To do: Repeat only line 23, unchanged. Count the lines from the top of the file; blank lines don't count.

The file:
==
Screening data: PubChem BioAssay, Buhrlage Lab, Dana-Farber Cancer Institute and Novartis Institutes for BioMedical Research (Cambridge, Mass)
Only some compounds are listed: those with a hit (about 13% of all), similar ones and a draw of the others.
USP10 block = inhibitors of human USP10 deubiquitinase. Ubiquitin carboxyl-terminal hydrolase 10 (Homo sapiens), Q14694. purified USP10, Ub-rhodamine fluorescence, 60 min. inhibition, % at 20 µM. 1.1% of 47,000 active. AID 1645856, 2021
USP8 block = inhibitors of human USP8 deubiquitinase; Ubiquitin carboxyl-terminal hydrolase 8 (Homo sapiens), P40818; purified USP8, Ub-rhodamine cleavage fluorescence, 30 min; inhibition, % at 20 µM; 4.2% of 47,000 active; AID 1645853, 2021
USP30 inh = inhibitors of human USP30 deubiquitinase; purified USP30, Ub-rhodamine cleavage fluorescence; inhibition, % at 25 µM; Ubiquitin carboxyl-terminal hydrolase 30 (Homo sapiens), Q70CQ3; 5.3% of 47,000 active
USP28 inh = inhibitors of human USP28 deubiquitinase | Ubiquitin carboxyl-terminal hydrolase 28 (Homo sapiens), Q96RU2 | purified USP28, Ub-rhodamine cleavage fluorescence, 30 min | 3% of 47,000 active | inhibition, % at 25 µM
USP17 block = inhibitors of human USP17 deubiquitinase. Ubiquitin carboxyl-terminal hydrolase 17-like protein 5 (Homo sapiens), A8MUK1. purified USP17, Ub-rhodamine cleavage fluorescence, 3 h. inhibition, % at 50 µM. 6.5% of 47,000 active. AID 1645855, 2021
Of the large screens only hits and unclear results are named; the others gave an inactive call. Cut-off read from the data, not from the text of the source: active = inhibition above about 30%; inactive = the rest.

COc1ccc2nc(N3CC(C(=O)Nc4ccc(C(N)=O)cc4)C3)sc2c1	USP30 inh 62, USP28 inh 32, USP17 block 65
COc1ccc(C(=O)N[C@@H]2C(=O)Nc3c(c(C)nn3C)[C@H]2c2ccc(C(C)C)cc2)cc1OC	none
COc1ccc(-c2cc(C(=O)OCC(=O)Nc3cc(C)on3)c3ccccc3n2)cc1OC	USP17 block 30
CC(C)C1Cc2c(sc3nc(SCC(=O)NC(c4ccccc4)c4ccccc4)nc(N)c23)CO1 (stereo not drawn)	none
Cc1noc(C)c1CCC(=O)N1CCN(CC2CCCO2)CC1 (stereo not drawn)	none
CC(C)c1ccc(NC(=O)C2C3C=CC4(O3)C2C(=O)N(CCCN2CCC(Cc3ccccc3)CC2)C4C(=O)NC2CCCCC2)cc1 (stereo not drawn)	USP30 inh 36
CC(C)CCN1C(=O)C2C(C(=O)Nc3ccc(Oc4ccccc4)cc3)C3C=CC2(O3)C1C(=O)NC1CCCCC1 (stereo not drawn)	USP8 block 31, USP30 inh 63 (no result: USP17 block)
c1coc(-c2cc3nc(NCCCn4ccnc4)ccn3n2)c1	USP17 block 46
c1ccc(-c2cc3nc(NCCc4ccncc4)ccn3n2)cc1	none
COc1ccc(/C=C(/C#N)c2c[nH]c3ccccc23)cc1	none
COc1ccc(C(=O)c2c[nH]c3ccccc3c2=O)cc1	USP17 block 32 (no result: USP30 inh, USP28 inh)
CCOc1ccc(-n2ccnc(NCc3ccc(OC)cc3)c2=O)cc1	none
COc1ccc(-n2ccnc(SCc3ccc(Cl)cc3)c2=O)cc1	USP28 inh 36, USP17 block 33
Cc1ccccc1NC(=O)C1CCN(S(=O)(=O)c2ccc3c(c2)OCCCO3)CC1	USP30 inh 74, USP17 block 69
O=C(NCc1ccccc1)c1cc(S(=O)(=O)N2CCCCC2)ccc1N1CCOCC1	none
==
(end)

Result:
O=C(NCc1ccccc1)c1cc(S(=O)(=O)N2CCCCC2)ccc1N1CCOCC1	none